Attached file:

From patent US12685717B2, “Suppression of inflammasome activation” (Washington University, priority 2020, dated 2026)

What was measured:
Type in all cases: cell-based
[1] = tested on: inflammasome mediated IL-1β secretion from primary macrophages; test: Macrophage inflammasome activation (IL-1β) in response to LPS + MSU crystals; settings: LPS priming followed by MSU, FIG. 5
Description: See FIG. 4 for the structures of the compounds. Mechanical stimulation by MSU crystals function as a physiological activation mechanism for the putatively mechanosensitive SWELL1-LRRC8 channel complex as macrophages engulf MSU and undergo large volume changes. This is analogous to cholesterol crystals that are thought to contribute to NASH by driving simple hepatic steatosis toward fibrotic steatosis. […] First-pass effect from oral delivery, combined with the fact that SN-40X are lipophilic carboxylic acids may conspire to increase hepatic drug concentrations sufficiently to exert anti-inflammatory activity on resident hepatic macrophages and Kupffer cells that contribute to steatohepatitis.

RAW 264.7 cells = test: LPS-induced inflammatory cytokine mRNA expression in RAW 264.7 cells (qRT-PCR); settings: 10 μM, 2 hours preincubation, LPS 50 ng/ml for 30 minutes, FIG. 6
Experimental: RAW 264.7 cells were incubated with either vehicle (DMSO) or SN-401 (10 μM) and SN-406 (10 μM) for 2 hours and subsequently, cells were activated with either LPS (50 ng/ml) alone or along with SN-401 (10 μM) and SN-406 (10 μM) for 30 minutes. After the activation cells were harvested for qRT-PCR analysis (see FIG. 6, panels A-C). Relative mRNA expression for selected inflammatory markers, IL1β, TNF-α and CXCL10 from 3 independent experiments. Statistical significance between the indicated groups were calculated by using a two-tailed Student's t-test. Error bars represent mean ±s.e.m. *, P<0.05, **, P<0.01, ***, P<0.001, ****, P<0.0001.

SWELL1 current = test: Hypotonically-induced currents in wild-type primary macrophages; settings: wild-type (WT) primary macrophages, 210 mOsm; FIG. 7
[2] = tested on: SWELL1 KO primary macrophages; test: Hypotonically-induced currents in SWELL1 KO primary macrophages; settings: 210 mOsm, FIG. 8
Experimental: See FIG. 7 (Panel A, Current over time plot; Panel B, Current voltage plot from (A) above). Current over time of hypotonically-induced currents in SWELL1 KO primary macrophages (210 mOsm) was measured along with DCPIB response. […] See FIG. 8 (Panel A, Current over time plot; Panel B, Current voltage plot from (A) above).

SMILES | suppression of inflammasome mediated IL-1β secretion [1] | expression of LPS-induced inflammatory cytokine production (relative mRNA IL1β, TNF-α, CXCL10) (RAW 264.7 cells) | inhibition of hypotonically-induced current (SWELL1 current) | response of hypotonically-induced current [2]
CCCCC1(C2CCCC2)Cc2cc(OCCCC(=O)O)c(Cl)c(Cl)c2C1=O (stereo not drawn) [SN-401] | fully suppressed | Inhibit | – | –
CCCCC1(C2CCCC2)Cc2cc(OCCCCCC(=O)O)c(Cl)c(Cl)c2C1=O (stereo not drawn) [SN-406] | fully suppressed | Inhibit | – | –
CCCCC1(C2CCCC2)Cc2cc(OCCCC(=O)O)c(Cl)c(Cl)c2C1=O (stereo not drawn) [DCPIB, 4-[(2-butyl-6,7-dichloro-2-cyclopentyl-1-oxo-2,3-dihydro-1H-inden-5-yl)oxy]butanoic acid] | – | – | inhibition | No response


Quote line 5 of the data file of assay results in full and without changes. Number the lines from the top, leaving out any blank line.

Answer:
Description: See FIG. 4 for the structures of the compounds. Mechanical stimulation by MSU crystals function as a physiological activation mechanism for the putatively mechanosensitive SWELL1-LRRC8 channel complex as macrophages engulf MSU and undergo large volume changes. This is analogous to cholesterol crystals that are thought to contribute to NASH by driving simple hepatic steatosis toward fibrotic steatosis. […] First-pass effect from oral delivery, combined with the fact that SN-40X are lipophilic carboxylic acids may conspire to increase hepatic drug concentrations sufficiently to exert anti-inflammatory activity on resident hepatic macrophages and Kupffer cells that contribute to steatohepatitis.